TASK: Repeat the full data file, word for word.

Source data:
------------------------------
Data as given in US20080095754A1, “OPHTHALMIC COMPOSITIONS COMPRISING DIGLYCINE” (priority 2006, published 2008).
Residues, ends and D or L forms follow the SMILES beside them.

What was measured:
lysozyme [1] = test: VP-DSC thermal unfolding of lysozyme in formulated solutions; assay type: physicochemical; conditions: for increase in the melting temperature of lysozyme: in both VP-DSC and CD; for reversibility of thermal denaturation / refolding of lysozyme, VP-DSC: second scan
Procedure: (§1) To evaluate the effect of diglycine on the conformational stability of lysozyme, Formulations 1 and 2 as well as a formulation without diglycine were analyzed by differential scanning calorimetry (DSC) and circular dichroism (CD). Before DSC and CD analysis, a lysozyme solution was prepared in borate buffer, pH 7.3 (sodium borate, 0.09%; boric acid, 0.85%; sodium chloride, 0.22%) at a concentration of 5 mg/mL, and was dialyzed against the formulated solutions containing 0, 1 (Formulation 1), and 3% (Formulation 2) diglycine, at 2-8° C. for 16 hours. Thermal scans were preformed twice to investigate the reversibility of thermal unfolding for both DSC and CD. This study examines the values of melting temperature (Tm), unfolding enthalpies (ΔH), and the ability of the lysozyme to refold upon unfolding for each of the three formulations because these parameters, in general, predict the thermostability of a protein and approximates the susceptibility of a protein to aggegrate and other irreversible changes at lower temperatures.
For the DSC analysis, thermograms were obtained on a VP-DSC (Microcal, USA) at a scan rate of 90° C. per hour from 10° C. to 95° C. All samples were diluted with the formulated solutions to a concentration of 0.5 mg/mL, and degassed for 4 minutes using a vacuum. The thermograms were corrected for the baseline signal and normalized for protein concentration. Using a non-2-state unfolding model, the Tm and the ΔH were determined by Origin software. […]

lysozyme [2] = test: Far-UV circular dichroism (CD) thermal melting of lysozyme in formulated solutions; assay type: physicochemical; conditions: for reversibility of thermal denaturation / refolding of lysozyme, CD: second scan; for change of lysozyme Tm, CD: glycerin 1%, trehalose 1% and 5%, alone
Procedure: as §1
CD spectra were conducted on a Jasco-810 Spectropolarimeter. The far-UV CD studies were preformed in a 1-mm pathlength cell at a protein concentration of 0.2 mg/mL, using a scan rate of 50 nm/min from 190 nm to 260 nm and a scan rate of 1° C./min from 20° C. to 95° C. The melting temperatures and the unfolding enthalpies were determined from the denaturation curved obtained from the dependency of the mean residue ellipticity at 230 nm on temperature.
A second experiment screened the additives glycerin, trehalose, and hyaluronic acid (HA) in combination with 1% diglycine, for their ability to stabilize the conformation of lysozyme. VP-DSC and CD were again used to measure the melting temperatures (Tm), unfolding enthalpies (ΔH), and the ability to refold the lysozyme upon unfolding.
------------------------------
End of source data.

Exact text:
Data as given in US20080095754A1, “OPHTHALMIC COMPOSITIONS COMPRISING DIGLYCINE” (priority 2006, published 2008).
Residues, ends and D or L forms follow the SMILES beside them.

What was measured:
lysozyme [1] = test: VP-DSC thermal unfolding of lysozyme in formulated solutions; assay type: physicochemical; conditions: for increase in the melting temperature of lysozyme: in both VP-DSC and CD; for reversibility of thermal denaturation / refolding of lysozyme, VP-DSC: second scan
Procedure: (§1) To evaluate the effect of diglycine on the conformational stability of lysozyme, Formulations 1 and 2 as well as a formulation without diglycine were analyzed by differential scanning calorimetry (DSC) and circular dichroism (CD). Before DSC and CD analysis, a lysozyme solution was prepared in borate buffer, pH 7.3 (sodium borate, 0.09%; boric acid, 0.85%; sodium chloride, 0.22%) at a concentration of 5 mg/mL, and was dialyzed against the formulated solutions containing 0, 1 (Formulation 1), and 3% (Formulation 2) diglycine, at 2-8° C. for 16 hours. Thermal scans were preformed twice to investigate the reversibility of thermal unfolding for both DSC and CD. This study examines the values of melting temperature (Tm), unfolding enthalpies (ΔH), and the ability of the lysozyme to refold upon unfolding for each of the three formulations because these parameters, in general, predict the thermostability of a protein and approximates the susceptibility of a protein to aggegrate and other irreversible changes at lower temperatures.
For the DSC analysis, thermograms were obtained on a VP-DSC (Microcal, USA) at a scan rate of 90° C. per hour from 10° C. to 95° C. All samples were diluted with the formulated solutions to a concentration of 0.5 mg/mL, and degassed for 4 minutes using a vacuum. The thermograms were corrected for the baseline signal and normalized for protein concentration. Using a non-2-state unfolding model, the Tm and the ΔH were determined by Origin software. […]

lysozyme [2] = test: Far-UV circular dichroism (CD) thermal melting of lysozyme in formulated solutions; assay type: physicochemical; conditions: for reversibility of thermal denaturation / refolding of lysozyme, CD: second scan; for change of lysozyme Tm, CD: glycerin 1%, trehalose 1% and 5%, alone
Procedure: as §1
CD spectra were conducted on a Jasco-810 Spectropolarimeter. The far-UV CD studies were preformed in a 1-mm pathlength cell at a protein concentration of 0.2 mg/mL, using a scan rate of 50 nm/min from 190 nm to 260 nm and a scan rate of 1° C./min from 20° C. to 95° C. The melting temperatures and the unfolding enthalpies were determined from the denaturation curved obtained from the dependency of the mean residue ellipticity at 230 nm on temperature.
A second experiment screened the additives glycerin, trehalose, and hyaluronic acid (HA) in combination with 1% diglycine, for their ability to stabilize the conformation of lysozyme. VP-DSC and CD were again used to measure the melting temperatures (Tm), unfolding enthalpies (ΔH), and the ability to refold the lysozyme upon unfolding.